Oskaloosa Parent Group Seeks to Limit Teaching About MLK, Ruby Bridges

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Some Oskaloosa parents are building an opposition movement to the school district’s new curriculum proposal in part because they think it includes critical race theory—a subject not taught in any Iowa school and banned last year—and other items they deem inappropriate.

One of the Oskaloosa parents, who opposes the Wit & Wisdom curriculum being considered, emailed people which sections she doesn’t think are appropriate. A copy of her email was shared with Starting Line. Her list included the Civil Rights Hero section for second-grade students that features materials like Rev. Dr. Martin Luther King Jr.’s I Have A Dream speech, and Ruby Bridges, the first student to desegregate a public school in the south in 1960.

According to the Wit & Wisdom second-grade module, the students would read the following picture books about the Civil Rights Movement:

  •  “Martin Luther King, Jr. and the March on Washington” by Frances E. Ruffin and Stephen Marchesi
  • “I Have a Dream, Dr. Martin Luther King, Jr.” by Kadir Nelson
  • “Ruby Bridges Goes to School: My True Story” by Ruby Bridges
  • “The Story of Ruby Bridges”  by Robert Coles and George Ford
  • “Separate is Never Equal: Sylvia Mendez and Her Family’s Fight for Desegregation” by Duncan Tonatiuh.

The parent’s argument is that the Civil Rights theme is not appropriate for second-grade children, who, on average, are 7-8 years old in America. Ruby Bridges was 6 years old when she had to be escorted by federal marshals to attend William Frantz Elementary School in New Orleans.

In another email, a parent argued that the curriculum amounts to “child abuse” by exposing students to materials that contain various subjects they find objectionable for that age.

Members of the group are urging others to do their research by sharing a YouTube video of members of Moms for Libertya Florida-based right-wing nonprofit “dedicated to fighting for the survival of America”—attacking the Wit & Wisdom curriculum at various school board meetings by reading passages of books they don’t like with little to no additional context.

The parents are urging others to ask the school board to vote “no” at the Tuesday, Feb. 8, school board meeting to object to the implementation of the Wit & Wisdom curriculum at Oskaloosa Elementary School.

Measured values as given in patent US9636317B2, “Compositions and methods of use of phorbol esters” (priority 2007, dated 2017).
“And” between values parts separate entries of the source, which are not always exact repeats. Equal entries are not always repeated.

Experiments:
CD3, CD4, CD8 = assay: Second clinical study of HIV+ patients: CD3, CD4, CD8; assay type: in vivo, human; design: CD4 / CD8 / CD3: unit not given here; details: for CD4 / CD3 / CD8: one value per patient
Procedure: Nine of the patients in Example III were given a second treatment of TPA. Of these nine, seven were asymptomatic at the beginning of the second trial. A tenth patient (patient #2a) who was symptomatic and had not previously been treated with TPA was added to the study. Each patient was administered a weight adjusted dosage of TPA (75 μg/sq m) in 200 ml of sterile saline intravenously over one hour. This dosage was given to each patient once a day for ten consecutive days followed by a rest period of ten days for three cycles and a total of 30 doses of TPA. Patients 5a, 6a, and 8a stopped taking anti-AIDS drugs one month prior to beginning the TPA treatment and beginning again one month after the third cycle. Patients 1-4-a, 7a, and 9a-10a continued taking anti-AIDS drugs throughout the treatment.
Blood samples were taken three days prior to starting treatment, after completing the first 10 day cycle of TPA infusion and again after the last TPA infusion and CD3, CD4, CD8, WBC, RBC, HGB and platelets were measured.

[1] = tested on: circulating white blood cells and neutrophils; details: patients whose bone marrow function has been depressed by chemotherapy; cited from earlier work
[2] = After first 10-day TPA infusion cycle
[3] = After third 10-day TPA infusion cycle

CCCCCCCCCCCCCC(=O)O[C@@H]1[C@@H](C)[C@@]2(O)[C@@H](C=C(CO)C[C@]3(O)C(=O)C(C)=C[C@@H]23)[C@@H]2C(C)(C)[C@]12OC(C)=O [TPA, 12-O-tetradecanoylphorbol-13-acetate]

Wit & Wisdom—which specifically notes on its website it does not teach the non-existent threat of critical race theory and is designed to meet each states’ respective standards—is designed to help students develop a deeper connection to learning materials and is aligned with Iowa Core Standards.

Chad Colby, a spokesperson for Greater Minds, the company behind Wit & Wisdom, offered some additional information about the curriculum program.

Wit & Wisdom is a K-8 curriculum building knowledge, skills and character that features much-beloved, award-winning books from both contemporary and established authors, many of which parents will remember from their own childhoods,” he said. “The books, which introduce kids to facts about US history, the arts and sciences, and values including strength, compassion and resilience, are chosen to match different ages and grade levels.

“At a time when U.S. elementary reading scores need improvement and reading for fun is less common among kids, these time-tested and commonly used materials instill a love of the written word, build general knowledge, and prepare young learners for future schooling and careers.”

The Oskaloosa Elementary School Literacy Committee, made up of teachers and the district’s director of curriculum and instruction, approved Wit & Wisdom when it met in January. The district reviews and approves new learning materials every seven years and the process rotates by building level.

The literacy committee will meet again Tuesday, Feb. 1, and provide direct feedback to parents, and parents have ample opportunity to see the materials ahead of time.

Everything that will be taught in the curriculum has been made available online by the district. Members of the public can also physically view the content from 8 a.m.-4 p.m. starting today (Monday, Jan. 31) through Feb. 5 at the George Daily Community Auditorium.

The school board will vote on the material Tuesday, Feb. 8.

UPDATE (Jan. 31, 2022, 1:32 p.m.) A quote from a Wit & Wisdom spokesperson that provides additional context to the curriculum was added to the story.


by Ty Rushing

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